A list and short description of electric hot water energy saving control devices available in New Zealand.
This site also lists appliance energy monitors, standby power eliminators, and home energy monitors available in NZ.
Household hot water use averages 27% to 40% of total household energy use in New Zealand depending on which statistics you rely on. Individual household use is sometimes more. Saving energy in this area can make a big difference to the power bill. Hot water system energy saving devices offer a range of methods to reduce energy use.
Smart Power Controller
Smart Power Controller by Senztek. Enables more control over hotwater energy usage. Optional in home displays available as extras. Full installation service including cylinder and solar panels if required.
Smart Hotwater (startup package)
Breaker box mounted digital timers
Breaker box mounted digital timers are available from most electrical wholesalers in New Zealand. The following are only a small selection from electrical wholesalers who advertise this product online.
Most are rated at 16A* for resistive loads like hot water cylinders and all must be installed by a registered electrician. Some have battery backup to retain the time and settings if there is an interruption in mains supply.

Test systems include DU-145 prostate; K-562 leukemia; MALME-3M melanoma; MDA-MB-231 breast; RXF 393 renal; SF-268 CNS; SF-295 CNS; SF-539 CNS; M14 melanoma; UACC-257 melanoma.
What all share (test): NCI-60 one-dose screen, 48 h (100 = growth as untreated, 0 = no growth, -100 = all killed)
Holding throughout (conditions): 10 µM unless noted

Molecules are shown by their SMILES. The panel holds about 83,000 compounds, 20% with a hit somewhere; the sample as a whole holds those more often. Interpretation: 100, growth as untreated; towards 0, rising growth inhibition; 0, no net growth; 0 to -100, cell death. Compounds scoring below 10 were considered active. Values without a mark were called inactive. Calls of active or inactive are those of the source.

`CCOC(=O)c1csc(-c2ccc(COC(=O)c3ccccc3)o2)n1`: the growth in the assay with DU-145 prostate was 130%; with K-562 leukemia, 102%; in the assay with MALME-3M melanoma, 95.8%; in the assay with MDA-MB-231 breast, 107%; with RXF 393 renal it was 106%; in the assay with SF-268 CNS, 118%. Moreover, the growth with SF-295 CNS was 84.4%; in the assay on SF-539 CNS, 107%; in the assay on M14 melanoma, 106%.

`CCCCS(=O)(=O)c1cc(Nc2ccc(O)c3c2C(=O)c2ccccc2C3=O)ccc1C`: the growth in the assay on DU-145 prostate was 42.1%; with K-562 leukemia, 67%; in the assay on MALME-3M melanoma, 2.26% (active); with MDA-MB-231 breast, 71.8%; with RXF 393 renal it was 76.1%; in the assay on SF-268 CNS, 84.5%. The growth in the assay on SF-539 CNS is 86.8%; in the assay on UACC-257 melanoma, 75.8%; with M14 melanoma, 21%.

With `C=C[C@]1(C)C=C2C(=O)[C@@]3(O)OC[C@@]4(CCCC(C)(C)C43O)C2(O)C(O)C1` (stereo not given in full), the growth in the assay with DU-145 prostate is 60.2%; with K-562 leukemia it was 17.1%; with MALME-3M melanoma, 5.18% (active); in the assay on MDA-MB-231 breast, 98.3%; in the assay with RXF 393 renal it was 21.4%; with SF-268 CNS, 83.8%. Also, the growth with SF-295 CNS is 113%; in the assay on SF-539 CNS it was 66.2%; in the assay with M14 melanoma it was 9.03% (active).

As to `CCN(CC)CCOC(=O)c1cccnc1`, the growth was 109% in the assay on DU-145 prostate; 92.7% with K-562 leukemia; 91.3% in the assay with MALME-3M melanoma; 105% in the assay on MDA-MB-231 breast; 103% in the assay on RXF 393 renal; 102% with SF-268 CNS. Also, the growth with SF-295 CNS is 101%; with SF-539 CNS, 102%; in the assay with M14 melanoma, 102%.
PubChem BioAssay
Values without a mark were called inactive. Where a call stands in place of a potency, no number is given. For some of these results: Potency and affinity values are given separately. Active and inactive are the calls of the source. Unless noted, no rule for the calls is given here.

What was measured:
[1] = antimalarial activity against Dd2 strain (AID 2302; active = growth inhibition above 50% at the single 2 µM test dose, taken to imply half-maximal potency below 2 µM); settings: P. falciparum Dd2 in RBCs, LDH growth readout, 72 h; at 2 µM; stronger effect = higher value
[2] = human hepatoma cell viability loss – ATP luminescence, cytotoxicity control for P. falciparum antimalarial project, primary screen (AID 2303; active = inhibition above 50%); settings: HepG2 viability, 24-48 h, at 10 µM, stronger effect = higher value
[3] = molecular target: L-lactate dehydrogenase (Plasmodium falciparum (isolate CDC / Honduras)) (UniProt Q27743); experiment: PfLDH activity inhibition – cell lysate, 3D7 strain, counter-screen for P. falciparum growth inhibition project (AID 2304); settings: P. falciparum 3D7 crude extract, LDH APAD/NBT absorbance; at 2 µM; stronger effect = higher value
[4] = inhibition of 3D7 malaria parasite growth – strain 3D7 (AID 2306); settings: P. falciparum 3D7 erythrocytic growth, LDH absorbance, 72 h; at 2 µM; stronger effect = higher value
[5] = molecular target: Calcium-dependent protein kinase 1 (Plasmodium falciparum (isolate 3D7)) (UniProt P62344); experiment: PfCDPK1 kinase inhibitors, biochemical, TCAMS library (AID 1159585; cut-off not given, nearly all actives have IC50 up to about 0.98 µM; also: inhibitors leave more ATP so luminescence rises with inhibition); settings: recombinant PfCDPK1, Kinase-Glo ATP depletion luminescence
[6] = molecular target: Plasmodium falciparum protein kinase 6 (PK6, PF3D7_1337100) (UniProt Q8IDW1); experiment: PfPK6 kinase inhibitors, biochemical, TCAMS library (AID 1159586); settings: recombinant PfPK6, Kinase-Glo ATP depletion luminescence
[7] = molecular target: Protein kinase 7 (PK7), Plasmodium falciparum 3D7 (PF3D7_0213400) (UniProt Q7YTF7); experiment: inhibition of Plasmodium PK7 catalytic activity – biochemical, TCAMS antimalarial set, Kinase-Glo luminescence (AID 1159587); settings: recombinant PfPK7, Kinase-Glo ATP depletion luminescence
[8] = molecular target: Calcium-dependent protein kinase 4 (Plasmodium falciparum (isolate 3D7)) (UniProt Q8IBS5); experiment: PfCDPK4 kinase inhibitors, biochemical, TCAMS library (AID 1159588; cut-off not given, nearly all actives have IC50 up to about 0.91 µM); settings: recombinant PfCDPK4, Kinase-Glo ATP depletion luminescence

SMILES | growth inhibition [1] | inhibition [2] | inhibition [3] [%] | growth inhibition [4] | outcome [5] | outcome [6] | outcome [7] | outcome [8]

Warranty will be different for each device. Each may support different numbers of on/off settings and time periods.
Links direct to product:
Or, ask your electrician.
*approximately 3800 Watts.
Non-electrical control methods and devices
Discussion area for hot water energy saving devices.
| 16/10/2010 10:48
|| Max Patmoy - Napier
||A lot of the website is down as of 16 October 2011. I would be vary weary of buying this|
| 16/10/2010 11:37
|| Ema-1 [Moderator]
||John Whyte from Power Panda posted to the Talk page here a couple of days ago. My best guess is that PP are in the process of revising marketing material at present.|
| 23/10/2010 16:06
|| Peter Cox
||I'm a retired electrician with electronics and computer qualifications,and have waited for many many years for what seems to me a logical answer,technically,to hot water heating.|
And that is,like many applications in modern industry,the variable voltage variable current applications.........for example,in resistive loads,stage lighting........and so too with 2 and 3kw HW cylinders where time and temperature are the controlling factors.
In other words ramping up and down of a volt/current supply to a heating element.
The only "fine tuning" needed to be adjusted is the differential of on/off conditions as in a thermostat....which is normally anywhere from 4 degrees C to about 10 degrees C.
These days such supply waveform "cutting" either horizontally or vertically is not a problem,and neither is current control with todays technology in heat efficiencies and heat disappation.
They do it with everything else it seems EXCEPT hot water heating.
Always wanted to know "why not?"
Maybe one day..............